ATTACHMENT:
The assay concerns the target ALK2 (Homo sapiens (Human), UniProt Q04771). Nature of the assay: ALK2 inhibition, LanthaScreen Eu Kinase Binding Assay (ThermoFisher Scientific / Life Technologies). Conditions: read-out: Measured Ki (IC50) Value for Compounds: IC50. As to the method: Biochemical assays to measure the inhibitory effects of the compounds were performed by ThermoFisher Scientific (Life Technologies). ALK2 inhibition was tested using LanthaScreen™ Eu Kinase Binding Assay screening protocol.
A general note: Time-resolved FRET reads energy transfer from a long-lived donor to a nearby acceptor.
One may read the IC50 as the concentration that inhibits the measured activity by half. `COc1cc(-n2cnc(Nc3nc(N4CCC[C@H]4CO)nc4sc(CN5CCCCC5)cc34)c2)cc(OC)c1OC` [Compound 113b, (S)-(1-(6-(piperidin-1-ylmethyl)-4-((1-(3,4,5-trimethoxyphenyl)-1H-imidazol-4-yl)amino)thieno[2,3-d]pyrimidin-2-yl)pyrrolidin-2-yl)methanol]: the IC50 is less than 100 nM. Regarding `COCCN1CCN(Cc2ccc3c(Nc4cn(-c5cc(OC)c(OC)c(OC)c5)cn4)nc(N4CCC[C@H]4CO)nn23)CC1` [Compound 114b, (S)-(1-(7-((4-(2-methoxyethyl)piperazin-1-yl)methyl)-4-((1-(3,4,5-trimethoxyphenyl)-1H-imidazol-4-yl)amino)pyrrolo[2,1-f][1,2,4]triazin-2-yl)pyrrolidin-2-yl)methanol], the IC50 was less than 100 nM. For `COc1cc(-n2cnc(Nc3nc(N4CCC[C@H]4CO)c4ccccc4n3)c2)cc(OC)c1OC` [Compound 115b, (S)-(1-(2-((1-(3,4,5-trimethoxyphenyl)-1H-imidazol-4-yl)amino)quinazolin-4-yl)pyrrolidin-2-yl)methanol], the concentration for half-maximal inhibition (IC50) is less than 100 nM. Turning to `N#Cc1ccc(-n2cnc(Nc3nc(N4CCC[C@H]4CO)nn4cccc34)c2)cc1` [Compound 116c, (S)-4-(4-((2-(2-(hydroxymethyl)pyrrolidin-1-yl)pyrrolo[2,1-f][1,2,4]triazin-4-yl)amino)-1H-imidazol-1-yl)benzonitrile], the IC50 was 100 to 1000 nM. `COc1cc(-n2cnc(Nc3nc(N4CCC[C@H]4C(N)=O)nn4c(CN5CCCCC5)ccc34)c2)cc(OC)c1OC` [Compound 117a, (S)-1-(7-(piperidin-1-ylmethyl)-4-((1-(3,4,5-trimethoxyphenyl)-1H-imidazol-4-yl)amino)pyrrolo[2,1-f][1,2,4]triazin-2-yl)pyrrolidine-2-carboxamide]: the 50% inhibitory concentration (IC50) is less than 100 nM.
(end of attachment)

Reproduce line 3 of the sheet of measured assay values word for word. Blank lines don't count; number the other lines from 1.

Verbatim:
One may read the IC50 as the concentration that inhibits the measured activity by half. `COc1cc(-n2cnc(Nc3nc(N4CCC[C@H]4CO)nc4sc(CN5CCCCC5)cc34)c2)cc(OC)c1OC` [Compound 113b, (S)-(1-(6-(piperidin-1-ylmethyl)-4-((1-(3,4,5-trimethoxyphenyl)-1H-imidazol-4-yl)amino)thieno[2,3-d]pyrimidin-2-yl)pyrrolidin-2-yl)methanol]: the IC50 is less than 100 nM. Regarding `COCCN1CCN(Cc2ccc3c(Nc4cn(-c5cc(OC)c(OC)c(OC)c5)cn4)nc(N4CCC[C@H]4CO)nn23)CC1` [Compound 114b, (S)-(1-(7-((4-(2-methoxyethyl)piperazin-1-yl)methyl)-4-((1-(3,4,5-trimethoxyphenyl)-1H-imidazol-4-yl)amino)pyrrolo[2,1-f][1,2,4]triazin-2-yl)pyrrolidin-2-yl)methanol], the IC50 was less than 100 nM. For `COc1cc(-n2cnc(Nc3nc(N4CCC[C@H]4CO)c4ccccc4n3)c2)cc(OC)c1OC` [Compound 115b, (S)-(1-(2-((1-(3,4,5-trimethoxyphenyl)-1H-imidazol-4-yl)amino)quinazolin-4-yl)pyrrolidin-2-yl)methanol], the concentration for half-maximal inhibition (IC50) is less than 100 nM. Turning to `N#Cc1ccc(-n2cnc(Nc3nc(N4CCC[C@H]4CO)nn4cccc34)c2)cc1` [Compound 116c, (S)-4-(4-((2-(2-(hydroxymethyl)pyrrolidin-1-yl)pyrrolo[2,1-f][1,2,4]triazin-4-yl)amino)-1H-imidazol-1-yl)benzonitrile], the IC50 was 100 to 1000 nM. `COc1cc(-n2cnc(Nc3nc(N4CCC[C@H]4C(N)=O)nn4c(CN5CCCCC5)ccc34)c2)cc(OC)c1OC` [Compound 117a, (S)-1-(7-(piperidin-1-ylmethyl)-4-((1-(3,4,5-trimethoxyphenyl)-1H-imidazol-4-yl)amino)pyrrolo[2,1-f][1,2,4]triazin-2-yl)pyrrolidine-2-carboxamide]: the 50% inhibitory concentration (IC50) is less than 100 nM.